NEDA Walk Fundraiser: Call to Action #1

It Takes More Than Money

In order to save someone who is struggling with an eating disorder, or even prevent the onset of one, we must change our own beliefs and understandings. You must acknowledge a few things.

  1. An Eating Disorder is a mental illness. The most deadly one.
  2. Diet culture is real, harmful, and a money hungry 72 billion dollar industry
  3. Eating Disorders come in all shapes and sizes.
  4. Health and body size is misleading. You can be healthy at any size. (HAES)

save people

My Story

My eating disorder began around 12 years old in 7th grade. It was a year of change, firsts, and wanting to be healthy.

  • The first year my brother and sister were both out of house and in college, resulting in the first time I was an only child.
  • The first year I was enrolled in a private school, instead of being homeschooled full time.
  • All the attention was on me, yet I felt something missing in my home, even with the most loving parents.
  • My friends were few and far between. My best friend remained that, but she too was changing and becoming an amazing athlete. I always compared myself to her. It was the first year I also compared my body to hers.
  • The first year I realized what a calorie was
  • The first year Special-K commercials had me thinking, “I need to eat healthier.”
  • The first year I stopped eating breakfast…and it spiraled from there.
  • The first year I was “too busy” to eat.

I am sure there were many more things, but I can’t remember. What I am demonstrating is no one thing started my eating disorder. It was truly hard being the only child, feeling like I had no control over what was happening in my life as I was losing my siblings and entering a school I “hated.” I never wanted to lose weight. I do remember that. Not every eating disorder starts with the desire to lose weight or change their body, yet it ends that way.  What’s important to notices, is my decline  was slippery and slow. I started cutting out breakfast and making excuses for not being able to eat.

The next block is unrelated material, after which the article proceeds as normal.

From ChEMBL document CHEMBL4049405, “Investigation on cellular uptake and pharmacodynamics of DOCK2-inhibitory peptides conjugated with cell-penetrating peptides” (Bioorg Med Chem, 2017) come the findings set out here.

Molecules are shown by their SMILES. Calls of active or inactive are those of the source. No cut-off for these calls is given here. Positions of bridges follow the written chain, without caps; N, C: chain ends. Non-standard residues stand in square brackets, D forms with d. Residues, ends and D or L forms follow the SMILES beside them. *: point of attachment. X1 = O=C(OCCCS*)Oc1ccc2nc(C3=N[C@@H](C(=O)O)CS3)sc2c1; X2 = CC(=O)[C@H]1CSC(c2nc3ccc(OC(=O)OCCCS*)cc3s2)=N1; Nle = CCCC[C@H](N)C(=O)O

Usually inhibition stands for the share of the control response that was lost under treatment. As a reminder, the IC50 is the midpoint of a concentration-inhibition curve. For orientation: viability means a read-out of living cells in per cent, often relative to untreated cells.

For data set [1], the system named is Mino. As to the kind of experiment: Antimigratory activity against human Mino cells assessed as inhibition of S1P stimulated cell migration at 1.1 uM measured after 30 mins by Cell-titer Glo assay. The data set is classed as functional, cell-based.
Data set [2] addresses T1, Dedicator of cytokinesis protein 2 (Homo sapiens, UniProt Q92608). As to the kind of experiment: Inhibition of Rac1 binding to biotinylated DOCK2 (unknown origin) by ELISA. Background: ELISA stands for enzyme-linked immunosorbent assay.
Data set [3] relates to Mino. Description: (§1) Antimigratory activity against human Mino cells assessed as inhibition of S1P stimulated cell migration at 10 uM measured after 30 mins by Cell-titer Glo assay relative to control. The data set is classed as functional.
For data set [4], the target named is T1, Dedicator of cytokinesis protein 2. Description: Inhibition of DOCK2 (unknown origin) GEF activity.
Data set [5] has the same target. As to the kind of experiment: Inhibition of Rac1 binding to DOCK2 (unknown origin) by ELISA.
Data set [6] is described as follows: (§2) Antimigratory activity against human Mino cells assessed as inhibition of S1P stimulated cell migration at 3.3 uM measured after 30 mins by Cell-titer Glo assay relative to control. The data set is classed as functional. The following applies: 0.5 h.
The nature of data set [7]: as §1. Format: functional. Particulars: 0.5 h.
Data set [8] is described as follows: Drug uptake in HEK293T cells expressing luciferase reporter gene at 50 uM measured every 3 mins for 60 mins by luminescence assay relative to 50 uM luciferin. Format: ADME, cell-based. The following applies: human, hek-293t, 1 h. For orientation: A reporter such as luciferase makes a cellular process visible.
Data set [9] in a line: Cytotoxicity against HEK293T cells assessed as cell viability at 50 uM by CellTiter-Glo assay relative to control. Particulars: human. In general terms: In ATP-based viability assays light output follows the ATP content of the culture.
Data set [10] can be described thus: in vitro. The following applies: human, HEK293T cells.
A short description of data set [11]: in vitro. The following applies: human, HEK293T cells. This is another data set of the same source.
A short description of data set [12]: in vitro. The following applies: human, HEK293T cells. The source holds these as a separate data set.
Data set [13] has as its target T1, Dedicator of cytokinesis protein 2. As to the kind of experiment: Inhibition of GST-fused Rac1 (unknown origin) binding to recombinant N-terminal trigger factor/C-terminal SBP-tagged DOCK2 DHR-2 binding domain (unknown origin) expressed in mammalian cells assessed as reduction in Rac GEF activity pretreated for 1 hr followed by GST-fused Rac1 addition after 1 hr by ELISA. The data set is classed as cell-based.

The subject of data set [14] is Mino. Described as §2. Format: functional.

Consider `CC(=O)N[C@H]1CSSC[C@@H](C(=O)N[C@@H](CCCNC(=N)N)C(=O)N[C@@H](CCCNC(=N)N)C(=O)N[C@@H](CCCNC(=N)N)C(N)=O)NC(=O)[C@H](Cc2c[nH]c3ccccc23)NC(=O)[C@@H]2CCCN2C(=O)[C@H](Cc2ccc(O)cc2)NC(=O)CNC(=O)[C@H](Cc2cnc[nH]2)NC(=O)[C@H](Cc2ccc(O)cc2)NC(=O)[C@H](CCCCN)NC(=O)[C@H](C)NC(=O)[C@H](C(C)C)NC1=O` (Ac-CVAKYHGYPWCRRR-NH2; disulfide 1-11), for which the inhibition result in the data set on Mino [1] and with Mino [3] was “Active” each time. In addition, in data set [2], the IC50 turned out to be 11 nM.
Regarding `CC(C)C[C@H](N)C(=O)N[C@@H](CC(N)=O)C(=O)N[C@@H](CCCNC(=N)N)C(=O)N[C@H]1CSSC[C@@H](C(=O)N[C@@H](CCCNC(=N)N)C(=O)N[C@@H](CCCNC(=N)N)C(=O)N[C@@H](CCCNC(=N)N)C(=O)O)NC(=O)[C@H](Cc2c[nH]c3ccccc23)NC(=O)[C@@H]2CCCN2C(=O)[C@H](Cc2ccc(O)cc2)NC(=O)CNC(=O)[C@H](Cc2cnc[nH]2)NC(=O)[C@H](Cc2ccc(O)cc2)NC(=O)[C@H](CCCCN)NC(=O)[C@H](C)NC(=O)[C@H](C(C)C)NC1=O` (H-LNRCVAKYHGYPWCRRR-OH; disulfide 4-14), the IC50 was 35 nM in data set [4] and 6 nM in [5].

Mid-way through 7th grade year, I was checked into an eating disorder treatment center. At 13 years old my period stopped, my BMI fell to a 13, and I wouldn’t eat. I did not know why I did not want to eat, and my parents were scared. The Dr. told me to eat some cookies, but not gain too much weight! I mean how confusing is that right? Next thing I knew I was in groups learning about the horrors of eating disorders and the behaviors people had. I was so scared…again. I did all the right things to get out of there. I gained weight, smiled, and followed every rule. I LOOKED healthy to everyone, but I was hurt. No one was seeing me for anything but a case. So year after year, the cycle started again, and always falling back to my eating disorder weight from 7th grade. I have so many reasons why I think this happened, and I can tell you food rules, diet culture, and talk about my weight were not the cause. However, they were 100% one of the reasons I stayed sick for so long.

My freshmen year in college was when things really hit rock bottom. I look back and know the reason I am still alive is because God was not finished with me yet. Anorexia was not my end, just part of my story. I will be sharing all about freshmen year to now in upcoming entries, so stay tuned to learn how I went from knocking on death’s door for 9 years to being recovered, free from the binds of anorexia and diet culture!

Call To Action

I am asking you to help me fundraise for the NEDA walk on March 28th. You can donate here,on my personal page. If you don’t feel called to give, I urge you to learn about eating disorders and contribute by helping with prevention.  The first call to action is listening to the below podcasts by Christy Harrison before February 1st.

Christy Harrison and Jessie Haggerty, are the reason I got help and wanted to recover. These women helped me understand what was really happening in my body and brain. Before I do anything I want to know the why. Why it’s right. What will be the result, and is the journey worth the agonizing process. They gave me hope, not fear. They help so many people just like you! Not just those with an eating disorder. What I have come to learn is everyone has a food problem, but it does not have to be that way.

Picture of me and Kajal at the NEDA Walk last year.

Are you in?

I would love to know if you are joining me in my call to action! Please comment below if you are going to participate in my fundraiser and/or answer the first call to action.

 

3 thoughts on “NEDA Walk Fundraiser: Call to Action #1

  1. Lee Ayers says:

    This is wonderful Brooke. I will pull it up on my laptop later and donate. It’s very interesting hearing your insights as you look backwards at your struggles

    Love you Mom

    Sent from my iPhone

    >

    Like

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